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By manishs from Slashdot's fighting-for-your-rights department:
April 14 '16 at 10:11 AM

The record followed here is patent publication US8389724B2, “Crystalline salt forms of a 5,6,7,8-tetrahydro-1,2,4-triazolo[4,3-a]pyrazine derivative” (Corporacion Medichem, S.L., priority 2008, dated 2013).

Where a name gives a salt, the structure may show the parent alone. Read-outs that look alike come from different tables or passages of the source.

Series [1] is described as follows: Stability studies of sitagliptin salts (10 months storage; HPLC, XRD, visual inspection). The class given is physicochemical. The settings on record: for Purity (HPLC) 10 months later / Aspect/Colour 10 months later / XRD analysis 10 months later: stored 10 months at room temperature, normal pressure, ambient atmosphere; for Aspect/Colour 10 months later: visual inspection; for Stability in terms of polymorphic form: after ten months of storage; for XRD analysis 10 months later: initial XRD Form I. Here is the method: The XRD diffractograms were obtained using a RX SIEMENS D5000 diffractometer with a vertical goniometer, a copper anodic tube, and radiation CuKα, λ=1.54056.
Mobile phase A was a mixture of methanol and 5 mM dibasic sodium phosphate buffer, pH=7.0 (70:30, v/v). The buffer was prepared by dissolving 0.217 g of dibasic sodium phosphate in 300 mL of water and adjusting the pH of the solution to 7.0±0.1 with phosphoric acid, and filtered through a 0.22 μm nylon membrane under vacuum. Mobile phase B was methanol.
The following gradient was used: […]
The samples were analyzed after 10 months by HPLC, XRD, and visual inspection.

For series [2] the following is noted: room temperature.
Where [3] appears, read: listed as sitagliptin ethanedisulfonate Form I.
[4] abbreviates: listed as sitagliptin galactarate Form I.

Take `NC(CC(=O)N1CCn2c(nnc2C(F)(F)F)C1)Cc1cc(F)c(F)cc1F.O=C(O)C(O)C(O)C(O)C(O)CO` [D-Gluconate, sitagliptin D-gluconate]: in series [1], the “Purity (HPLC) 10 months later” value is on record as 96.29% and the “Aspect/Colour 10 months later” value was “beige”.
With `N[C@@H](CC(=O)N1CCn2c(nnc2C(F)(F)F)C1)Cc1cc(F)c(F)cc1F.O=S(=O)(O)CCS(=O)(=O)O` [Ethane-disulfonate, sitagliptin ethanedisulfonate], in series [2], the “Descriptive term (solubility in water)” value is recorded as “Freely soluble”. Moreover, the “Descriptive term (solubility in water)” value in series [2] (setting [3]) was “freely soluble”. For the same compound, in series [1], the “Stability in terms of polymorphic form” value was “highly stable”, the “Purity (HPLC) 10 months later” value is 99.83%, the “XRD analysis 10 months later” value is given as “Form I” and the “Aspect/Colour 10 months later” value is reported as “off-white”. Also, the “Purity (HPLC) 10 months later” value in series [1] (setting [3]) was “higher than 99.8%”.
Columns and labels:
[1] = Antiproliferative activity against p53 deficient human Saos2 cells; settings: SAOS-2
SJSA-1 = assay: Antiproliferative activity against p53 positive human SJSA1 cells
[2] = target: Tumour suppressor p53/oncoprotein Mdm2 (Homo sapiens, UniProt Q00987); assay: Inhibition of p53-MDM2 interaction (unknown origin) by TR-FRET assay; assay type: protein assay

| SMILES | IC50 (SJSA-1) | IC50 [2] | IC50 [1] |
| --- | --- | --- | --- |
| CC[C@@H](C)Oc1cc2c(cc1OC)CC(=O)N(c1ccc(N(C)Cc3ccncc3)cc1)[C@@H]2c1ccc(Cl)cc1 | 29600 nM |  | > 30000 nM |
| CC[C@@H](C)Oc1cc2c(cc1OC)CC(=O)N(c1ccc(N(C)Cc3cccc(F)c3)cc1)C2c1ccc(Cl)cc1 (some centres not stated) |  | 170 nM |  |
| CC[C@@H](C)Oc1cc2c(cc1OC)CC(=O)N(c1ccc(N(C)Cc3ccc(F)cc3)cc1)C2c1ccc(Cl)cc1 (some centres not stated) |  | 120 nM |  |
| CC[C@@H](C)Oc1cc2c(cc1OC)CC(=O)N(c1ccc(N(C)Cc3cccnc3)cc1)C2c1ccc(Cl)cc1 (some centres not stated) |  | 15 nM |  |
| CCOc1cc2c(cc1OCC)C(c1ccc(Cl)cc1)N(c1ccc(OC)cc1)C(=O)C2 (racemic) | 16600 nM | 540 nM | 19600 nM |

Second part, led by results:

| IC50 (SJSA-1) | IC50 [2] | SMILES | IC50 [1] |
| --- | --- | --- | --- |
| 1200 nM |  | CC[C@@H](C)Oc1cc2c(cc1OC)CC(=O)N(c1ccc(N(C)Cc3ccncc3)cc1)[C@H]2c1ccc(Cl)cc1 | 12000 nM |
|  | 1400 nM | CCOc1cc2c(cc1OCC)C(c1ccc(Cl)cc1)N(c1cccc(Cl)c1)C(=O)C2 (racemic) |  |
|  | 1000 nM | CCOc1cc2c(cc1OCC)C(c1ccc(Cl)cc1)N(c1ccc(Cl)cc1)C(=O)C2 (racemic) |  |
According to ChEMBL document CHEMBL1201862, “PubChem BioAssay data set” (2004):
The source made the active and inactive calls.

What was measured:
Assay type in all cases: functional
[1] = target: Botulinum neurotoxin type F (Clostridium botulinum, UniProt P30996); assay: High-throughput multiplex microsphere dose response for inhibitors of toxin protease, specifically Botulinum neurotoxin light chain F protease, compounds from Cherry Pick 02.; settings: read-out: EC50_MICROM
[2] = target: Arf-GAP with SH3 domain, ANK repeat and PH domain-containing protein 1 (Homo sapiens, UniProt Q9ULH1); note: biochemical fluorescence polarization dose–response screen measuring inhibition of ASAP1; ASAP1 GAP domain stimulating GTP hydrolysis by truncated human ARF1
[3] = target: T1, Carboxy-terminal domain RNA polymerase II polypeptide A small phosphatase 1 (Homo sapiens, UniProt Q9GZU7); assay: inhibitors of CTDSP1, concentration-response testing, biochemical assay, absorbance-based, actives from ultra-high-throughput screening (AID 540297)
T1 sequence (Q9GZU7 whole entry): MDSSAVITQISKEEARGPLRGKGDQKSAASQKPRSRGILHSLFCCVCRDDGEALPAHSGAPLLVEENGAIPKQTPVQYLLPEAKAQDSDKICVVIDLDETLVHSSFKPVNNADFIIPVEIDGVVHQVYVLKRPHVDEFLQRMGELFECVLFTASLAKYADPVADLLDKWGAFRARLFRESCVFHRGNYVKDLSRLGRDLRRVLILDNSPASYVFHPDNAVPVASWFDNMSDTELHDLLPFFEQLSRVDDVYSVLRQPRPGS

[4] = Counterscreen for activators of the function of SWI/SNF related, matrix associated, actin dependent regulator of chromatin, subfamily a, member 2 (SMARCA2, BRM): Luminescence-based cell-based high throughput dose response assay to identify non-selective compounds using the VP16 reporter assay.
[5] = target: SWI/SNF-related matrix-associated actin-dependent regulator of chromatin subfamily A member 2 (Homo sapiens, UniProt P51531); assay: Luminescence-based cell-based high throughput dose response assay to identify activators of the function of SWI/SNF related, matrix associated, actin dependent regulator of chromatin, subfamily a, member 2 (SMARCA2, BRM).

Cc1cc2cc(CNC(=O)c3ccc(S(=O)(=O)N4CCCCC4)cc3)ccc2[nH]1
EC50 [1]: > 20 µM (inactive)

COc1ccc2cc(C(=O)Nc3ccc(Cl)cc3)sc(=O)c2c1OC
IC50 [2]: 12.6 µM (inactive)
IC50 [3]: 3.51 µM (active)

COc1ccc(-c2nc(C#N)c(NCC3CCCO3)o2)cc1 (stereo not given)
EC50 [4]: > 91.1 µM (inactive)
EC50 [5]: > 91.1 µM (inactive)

Todd Bishop, reporting for GeekWire: Microsoft is suing the U.S. Justice Department, asking a federal judge to declare unconstitutional a provision of U.S. law that lets the government keep Microsoft and other tech companies from informing their customers when investigators seek access to emails and other cloud data. The suit, filed moments ago in U.S. District Court in Seattle, targets Section 2705(b) of the Electronic Communications Privacy Act, which allows the government to seek and obtain secrecy orders preventing companies from letting their customers know when their data is the target of a federal warrant, subpoena or court order. Brad Smith, Microsoft's president and chief legal officer, recently criticized the 30-year-old Electronic Communications Privacy Act as outdated during his testimony in February before the U.S. House Judiciary Committee -- bringing along IBM's first laptop, released the same year, to help illustrate his point.Microsoft argues that these "indefinite gag orders" violate the First Amendment rights to inform customers. Furthermore, the company adds that the law also "flouts" the Fourth Amendment, which requires the government to give a notice to the concerned person when his or her property is being searched or seized. "This is a First Amendment fight that needed to get picked and I'm glad Microsoft picked it. Just as in the real world with physical seizures, secrecy in digital seizures should be the exception and not the rule. Yet as the Microsoft complaint shows, it's receiving thousands of law enforcement gag orders every year and more than two-thirds of them are eternal gags with no end data," said Kevin Bankston, internet freedom advocate and digital rights lawyer. "This is clearly unconstitutional, yet with so many orders per year, it makes sense to strike at the root with a facial challenge to the law rather than try and challenge them all individually. And based on previous similar cases around gag orders in national security cases, I think they'll succeed in striking this overbroad law down."